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League Two Table

  PGDPts
1Luton213042
2Notts County211542
3Accrington Stanley201037

4Exeter21436
5Wycombe21934
6Lincoln City21733
7Coventry21732

8Swindon20532
9Mansfield21532
10Colchester21532
11Grimsby21-132
12Newport County21531
13Cambridge Utd21-829
14Carlisle21128
15Cheltenham21-127
16Stevenage21-527
17Crawley Town21-424
18Morecambe21-822
19Port Vale21-1021
20Yeovil21-1320
21Chesterfield21-1320
22Crewe21-1420

23Forest Green21-1720
24Barnet21-917

Full League Two Table
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Question of the Week

Priority for transfer window?

Reduce squad size
Strengthen defence
Strengthen midfield
Strengthen attack
No change needed


 

Keeping the Faith

By: Alan Readman
Date: 23/09/2002

ANOTHER ruined weekend! Sports pages unread yet again. And we thought the close season was bad enough. But are we becoming downhearted... Er, well....

Home > Features > Keeping the Faith


Students of Dave Wherry's excellent history of GTFC will doubtless have worked out for themselves that we have now equalled the worst start to a season since records began way back in Victorian times. Only once before since 1888 has the sorry tally of just two points from nine games been 'achieved' and as that was in a wartime league in the First World War it probably shouldn't be counted anyway. Whatever, lose to Brighton on Saturday and it's one for the record books.

Now, boasting as I can an unbroken allegiance to the Mariners back to the second coming of Tommy Briggs, I plead exemption from the charge of 'fair-weather' supporter. Nor for a moment would I wish the pointing out of the afore-mentioned fact to be seen as indicative of undue negativity on my part. Prophet of Doom? Not I. Indeed, people have often said of me that should a black-and-white cloud appear on the horizon there is no one more diligent in seeking out a silver lining. This time though, I agree, it is proving more than usually elusive.

The real problem, of course, is that for the true fan there is no option but to endure it. You cannot simply wake up one morning and say "That's it! I've had enough". It just doesn't work like that. This sort of obsession is for life with no remission. Some people may think otherwise but, believe me, it won't last. You can't walk away. You can buy yourself a red shirt but you'll never feel for Man. United what you've felt for Grimsby. You can tell yourself that Freshney Place is for you on a Saturday afternoon but you'll find yourself in the TV shop waiting for the results if you do. This is the voice of experience talking, folks.

Most would agree that for us adherence to Town is for the most part a roller-coaster of emotions. In 1998 we hit the heights and right now we seem to be in free fall. Some would say we have never been down quite so low. But ancient mariners like me will recall the late sixties and the dark ages of the old Fourth Division. It coincided with my days at university but that was no escape. I remember one afternoon in '69 coming out of Old Trafford having seen Best, Law Charlton, and Co turn it on. All I wanted to do was to discover Town's result. And having found it (1-5 at home to Bradford City) to see who'd scored (Stuart Brace). OK, call it insanity if you like, but I don't think I am alone out here. And the point is, of course, that although at the time there seemed no hope, on or off the field, it proved to be just round the corner in the shape of Lawrie McMenemy and Matt Tees.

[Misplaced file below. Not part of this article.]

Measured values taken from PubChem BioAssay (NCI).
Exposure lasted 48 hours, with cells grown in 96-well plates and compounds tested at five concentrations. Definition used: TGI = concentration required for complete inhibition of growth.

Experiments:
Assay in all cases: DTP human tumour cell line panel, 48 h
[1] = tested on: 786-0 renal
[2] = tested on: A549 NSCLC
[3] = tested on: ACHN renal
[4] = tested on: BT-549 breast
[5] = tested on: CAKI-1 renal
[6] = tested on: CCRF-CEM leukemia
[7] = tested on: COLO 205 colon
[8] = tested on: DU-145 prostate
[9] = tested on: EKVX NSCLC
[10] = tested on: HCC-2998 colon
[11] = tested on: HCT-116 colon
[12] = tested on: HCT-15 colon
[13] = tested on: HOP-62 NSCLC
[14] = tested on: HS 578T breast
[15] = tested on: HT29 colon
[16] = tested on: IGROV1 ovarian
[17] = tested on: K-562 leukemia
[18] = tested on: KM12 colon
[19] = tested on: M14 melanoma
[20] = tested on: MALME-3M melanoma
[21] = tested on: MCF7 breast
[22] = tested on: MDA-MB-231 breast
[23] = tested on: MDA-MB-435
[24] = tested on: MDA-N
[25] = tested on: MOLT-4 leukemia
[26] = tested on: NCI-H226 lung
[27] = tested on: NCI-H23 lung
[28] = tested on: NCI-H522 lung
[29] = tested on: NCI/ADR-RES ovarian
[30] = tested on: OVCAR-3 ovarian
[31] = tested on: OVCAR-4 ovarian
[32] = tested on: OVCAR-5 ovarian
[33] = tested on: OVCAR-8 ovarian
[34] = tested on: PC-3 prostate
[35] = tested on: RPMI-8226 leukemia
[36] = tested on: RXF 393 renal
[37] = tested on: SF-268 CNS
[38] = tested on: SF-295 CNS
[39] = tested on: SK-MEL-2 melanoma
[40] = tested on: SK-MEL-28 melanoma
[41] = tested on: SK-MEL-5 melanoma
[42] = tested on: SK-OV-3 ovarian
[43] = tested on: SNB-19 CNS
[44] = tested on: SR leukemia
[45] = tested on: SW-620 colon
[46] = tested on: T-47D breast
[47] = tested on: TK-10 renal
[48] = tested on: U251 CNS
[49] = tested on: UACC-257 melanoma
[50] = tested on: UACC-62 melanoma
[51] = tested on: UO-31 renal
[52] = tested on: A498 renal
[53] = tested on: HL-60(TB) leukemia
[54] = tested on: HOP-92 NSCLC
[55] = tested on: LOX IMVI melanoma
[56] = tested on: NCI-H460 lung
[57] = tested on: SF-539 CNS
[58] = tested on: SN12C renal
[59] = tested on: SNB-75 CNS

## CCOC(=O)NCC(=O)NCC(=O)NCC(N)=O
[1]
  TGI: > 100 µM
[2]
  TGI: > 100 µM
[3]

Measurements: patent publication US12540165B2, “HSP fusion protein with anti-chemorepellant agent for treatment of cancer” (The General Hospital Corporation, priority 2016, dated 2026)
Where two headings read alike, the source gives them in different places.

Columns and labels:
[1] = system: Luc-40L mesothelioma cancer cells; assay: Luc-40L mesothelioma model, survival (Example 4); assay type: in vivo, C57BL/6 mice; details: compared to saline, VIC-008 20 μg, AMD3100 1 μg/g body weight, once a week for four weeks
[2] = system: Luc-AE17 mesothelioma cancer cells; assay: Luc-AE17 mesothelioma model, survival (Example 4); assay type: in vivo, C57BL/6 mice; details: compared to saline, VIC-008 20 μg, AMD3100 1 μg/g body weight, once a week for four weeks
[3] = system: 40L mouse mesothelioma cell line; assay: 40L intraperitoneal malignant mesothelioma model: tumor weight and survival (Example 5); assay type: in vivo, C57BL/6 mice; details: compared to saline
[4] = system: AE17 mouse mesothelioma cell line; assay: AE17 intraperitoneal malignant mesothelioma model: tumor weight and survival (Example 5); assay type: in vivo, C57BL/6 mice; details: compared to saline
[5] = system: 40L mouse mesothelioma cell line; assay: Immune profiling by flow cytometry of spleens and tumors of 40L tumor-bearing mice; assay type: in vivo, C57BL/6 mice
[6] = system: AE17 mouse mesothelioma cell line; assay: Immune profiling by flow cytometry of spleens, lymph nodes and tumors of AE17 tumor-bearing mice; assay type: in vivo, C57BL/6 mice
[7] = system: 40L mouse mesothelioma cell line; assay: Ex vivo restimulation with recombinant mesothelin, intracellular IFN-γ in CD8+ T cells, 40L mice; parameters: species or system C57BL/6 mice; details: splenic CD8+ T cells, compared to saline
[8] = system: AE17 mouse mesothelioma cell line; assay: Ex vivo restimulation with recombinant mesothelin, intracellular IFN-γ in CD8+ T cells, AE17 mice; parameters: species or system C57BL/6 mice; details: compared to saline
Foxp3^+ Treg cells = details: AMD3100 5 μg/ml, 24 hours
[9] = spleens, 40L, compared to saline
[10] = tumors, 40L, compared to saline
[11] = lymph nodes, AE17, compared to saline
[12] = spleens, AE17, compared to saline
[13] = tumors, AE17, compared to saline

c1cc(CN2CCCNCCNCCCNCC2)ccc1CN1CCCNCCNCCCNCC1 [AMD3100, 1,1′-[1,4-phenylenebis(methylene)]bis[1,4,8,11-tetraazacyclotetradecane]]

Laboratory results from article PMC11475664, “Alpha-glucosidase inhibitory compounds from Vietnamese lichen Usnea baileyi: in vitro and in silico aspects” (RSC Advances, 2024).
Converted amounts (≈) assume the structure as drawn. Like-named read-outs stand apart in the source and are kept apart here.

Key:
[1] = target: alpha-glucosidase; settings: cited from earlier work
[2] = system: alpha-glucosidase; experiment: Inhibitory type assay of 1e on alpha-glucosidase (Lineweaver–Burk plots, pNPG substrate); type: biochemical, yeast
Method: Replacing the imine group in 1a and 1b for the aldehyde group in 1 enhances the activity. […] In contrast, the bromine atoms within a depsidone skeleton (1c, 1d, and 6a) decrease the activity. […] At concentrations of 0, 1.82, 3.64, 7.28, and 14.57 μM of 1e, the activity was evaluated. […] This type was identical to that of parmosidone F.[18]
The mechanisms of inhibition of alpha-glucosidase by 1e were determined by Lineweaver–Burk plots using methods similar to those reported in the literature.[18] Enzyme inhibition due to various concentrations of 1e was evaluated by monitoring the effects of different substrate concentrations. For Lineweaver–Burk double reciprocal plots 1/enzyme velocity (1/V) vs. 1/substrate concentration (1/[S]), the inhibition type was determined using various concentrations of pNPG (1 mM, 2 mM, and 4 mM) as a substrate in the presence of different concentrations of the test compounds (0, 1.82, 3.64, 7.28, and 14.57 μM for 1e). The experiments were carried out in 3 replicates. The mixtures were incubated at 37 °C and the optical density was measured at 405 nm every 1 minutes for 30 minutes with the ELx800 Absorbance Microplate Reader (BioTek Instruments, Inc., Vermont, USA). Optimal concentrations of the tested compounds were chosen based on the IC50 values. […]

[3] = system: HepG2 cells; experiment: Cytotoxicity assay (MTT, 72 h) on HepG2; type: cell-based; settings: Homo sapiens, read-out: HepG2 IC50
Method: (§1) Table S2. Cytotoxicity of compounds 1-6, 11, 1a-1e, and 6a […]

Yes, I know we have moved on since then and the stakes are higher now, but the principle remains the same. As born-and-bred supporters we have no choice but to support through the good and the bad times. The corner has been turned before and it will be turned again. Time will tell whether this is to be an embarrassingly abysmal season but for us there is no luxury of jumping ship. Our role is to stick in there and by our support do our bit to turn things round.

I don't know enough to offer solutions and I don't feel there is anything positive to be gained in random shots at directors, management or players. But talking about Big Lawrie reminds me of the importance he attached to public relations and the need for the Club to involve itself with the people of the town. There was that memorable, typically tongue-in-cheek quote, after he had taken the players down to the Fish Docks one day for the dawn market, that prior to their visit he didn't think some of them had realised before that there were two six o'clocks in the same day. Fans give their all. They give passion and commitment. They deserve the same in return.


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